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Photo: Wakil Kohsar/AFP/Getty Images

"The Trump administration is urging American-backed Afghan troops to retreat from sparsely populated areas of the country, ... all but ensuring the Taliban will remain in control of vast stretches of the country," N.Y. Times Pentagon correspondents Thomas "T.M." Gibbons-Neff (who was deployed twice to Afghanistan as a Marine infrantryman) and Helene Cooper report.

Why it matters: "The retreat to the cities is a searing acknowledgment that the American-installed government in Afghanistan remains unable to lead and protect the country’s sprawling rural population."

The details: "The approach is outlined in a previously undisclosed part of the war strategy that President Trump announced last year...It is meant to protect military forces from attacks at isolated and vulnerable outposts, and focuses on protecting cities such as Kabul, the capital, and other population centers."

  • "The withdrawal resembles strategies embraced by both the Bush and Obama administrations that have started and stuttered over the nearly 17-year war."
  • "It will effectively ensure that the Taliban and other insurgent groups will hold on to territory that they have already seized, leaving the government in Kabul to safeguard the capital and cities such as Kandahar, Kunduz, Mazar-i-Sharif and Jalalabad."

The big picture: "Over the years, as waves of American and NATO troops have come and left in repeated cycles, the government has slowly retrenched and ceded chunks of territory to the Taliban, cleaving Afghanistan into disparate parts and ensuring a conflict with no end in sight."

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Just over a month into his presidency, President Biden is staring down a mounting crisis at the border that could be just as bad as the ones faced by Barack Obama and Donald Trump, if not worse.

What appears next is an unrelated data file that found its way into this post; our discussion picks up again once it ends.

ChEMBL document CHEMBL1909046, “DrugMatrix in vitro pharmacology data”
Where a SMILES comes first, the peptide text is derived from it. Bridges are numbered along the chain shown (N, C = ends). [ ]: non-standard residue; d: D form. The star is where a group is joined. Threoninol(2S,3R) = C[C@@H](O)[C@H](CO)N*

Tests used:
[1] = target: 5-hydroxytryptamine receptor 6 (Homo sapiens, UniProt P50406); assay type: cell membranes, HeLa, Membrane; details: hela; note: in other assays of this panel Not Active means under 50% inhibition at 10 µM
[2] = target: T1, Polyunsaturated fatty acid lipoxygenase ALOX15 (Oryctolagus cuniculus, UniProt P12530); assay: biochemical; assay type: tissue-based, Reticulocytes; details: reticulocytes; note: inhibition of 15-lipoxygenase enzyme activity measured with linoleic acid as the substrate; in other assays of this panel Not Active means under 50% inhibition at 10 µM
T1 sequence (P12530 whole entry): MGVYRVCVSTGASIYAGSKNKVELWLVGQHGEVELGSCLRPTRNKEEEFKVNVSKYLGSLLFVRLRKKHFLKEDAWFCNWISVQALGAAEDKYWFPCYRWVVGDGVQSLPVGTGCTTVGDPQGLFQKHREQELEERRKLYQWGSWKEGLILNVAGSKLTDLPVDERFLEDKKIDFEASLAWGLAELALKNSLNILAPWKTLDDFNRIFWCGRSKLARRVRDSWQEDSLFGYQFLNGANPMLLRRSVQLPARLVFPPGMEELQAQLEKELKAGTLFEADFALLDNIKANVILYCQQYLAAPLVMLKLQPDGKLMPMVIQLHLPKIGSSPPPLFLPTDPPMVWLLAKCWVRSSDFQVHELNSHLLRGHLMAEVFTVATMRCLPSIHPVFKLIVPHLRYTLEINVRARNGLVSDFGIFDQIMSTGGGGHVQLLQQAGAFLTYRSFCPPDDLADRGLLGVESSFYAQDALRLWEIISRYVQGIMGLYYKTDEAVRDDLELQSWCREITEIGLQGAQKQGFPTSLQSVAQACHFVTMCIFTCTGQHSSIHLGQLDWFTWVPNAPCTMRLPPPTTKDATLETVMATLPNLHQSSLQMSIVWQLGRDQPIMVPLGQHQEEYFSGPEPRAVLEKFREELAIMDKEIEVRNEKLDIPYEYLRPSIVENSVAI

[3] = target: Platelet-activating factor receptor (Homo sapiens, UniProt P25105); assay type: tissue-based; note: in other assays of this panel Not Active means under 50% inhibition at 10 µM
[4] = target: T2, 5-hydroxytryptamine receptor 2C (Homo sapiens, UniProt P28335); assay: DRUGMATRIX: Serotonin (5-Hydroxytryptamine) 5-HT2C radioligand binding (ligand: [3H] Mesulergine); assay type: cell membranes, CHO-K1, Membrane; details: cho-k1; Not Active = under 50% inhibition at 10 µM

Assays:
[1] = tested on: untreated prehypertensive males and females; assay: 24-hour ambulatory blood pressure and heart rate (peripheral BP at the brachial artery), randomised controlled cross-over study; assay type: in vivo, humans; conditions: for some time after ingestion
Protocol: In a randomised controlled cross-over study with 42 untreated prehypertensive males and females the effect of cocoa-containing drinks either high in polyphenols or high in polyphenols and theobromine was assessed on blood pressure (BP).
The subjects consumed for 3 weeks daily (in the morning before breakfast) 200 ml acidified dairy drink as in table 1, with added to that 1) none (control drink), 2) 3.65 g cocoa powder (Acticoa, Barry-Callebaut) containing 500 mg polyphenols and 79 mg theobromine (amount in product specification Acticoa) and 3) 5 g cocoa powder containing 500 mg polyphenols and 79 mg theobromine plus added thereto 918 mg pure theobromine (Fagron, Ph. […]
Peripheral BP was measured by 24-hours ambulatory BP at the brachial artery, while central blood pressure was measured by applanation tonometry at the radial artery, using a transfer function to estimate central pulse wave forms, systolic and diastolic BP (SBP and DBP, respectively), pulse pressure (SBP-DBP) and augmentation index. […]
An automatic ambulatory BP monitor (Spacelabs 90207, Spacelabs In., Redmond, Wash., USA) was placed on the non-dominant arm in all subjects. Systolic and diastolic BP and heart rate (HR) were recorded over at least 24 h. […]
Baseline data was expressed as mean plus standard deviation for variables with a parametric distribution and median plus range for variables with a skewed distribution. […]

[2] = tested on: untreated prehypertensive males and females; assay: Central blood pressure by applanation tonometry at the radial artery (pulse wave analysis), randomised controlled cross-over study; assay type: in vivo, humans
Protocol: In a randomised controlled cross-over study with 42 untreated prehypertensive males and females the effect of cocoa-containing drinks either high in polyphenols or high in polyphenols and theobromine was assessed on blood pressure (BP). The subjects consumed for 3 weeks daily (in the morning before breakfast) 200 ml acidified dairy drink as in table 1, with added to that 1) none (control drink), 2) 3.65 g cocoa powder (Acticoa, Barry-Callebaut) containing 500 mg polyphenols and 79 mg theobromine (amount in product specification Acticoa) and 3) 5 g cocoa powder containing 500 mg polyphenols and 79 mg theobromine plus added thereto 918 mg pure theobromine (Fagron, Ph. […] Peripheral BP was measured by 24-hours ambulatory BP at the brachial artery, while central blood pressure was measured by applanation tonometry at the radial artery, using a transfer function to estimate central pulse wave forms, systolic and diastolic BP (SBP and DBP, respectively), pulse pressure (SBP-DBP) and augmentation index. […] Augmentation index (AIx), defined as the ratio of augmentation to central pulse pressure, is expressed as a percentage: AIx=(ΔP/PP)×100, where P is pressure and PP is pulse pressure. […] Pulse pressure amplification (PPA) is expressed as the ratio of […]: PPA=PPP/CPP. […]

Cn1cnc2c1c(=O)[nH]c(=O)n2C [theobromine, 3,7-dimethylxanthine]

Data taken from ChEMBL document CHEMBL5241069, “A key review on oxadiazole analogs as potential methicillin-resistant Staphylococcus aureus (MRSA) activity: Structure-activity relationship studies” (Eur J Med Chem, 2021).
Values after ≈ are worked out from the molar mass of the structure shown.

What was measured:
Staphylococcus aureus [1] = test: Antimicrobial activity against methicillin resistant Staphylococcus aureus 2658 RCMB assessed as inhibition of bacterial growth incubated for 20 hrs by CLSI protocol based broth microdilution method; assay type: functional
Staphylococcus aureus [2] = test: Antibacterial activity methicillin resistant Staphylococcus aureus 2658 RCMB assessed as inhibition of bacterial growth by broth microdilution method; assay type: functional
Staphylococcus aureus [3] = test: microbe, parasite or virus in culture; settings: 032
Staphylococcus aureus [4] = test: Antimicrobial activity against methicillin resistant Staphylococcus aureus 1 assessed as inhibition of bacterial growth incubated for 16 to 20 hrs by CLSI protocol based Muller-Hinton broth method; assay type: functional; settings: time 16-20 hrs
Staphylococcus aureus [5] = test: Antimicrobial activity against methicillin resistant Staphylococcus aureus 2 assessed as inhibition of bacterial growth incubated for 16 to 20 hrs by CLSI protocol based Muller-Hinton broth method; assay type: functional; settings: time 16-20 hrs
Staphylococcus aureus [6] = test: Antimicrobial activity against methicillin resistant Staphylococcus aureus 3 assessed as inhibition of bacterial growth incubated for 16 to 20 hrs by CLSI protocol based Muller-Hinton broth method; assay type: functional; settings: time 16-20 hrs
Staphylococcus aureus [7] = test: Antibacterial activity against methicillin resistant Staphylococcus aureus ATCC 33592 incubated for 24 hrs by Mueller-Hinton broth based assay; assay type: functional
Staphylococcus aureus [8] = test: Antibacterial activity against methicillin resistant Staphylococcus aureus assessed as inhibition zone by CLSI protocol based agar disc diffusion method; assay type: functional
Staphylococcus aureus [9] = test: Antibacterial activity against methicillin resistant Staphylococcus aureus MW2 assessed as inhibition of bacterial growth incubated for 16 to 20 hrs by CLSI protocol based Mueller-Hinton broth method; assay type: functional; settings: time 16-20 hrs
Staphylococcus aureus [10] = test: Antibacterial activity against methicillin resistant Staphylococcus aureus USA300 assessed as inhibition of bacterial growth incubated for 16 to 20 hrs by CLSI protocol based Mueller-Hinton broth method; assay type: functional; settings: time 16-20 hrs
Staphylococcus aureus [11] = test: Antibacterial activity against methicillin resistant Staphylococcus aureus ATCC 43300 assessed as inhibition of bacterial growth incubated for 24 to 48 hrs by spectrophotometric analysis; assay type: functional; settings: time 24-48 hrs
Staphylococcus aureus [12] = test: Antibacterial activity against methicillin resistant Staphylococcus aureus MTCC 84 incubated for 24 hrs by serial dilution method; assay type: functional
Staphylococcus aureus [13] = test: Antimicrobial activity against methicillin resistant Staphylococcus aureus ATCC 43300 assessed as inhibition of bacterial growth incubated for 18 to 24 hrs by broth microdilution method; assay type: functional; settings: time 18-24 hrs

Why it matters: Immigration is an issue that can consume a presidency. It's intensely and poisonously partisan. It's complicated. And the lives and welfare of vulnerable children hang in the balance.

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Vaccine passports were touted early in the pandemic as an important piece of the plan to get people back to normal life. Now they’re becoming a reality.

Driving the news: CLEAR, the secure digital identity app that you see in airports around the world, and CommonPass, a health app that lets users securely access vaccination records and COVID test results, have joined forces.

"Vaccine tourism" stretches states' supplies

Illustration: Sarah Grillo/Axios

Americans who are highly motivated to get vaccinated are traveling across state lines after hearing about larger vaccine supplies or loopholes in sign-up systems.

Why it matters: "Vaccine tourism" raises ethical and legal questions, and could worsen the racial socioeconomic and racial inequalities of the pandemic.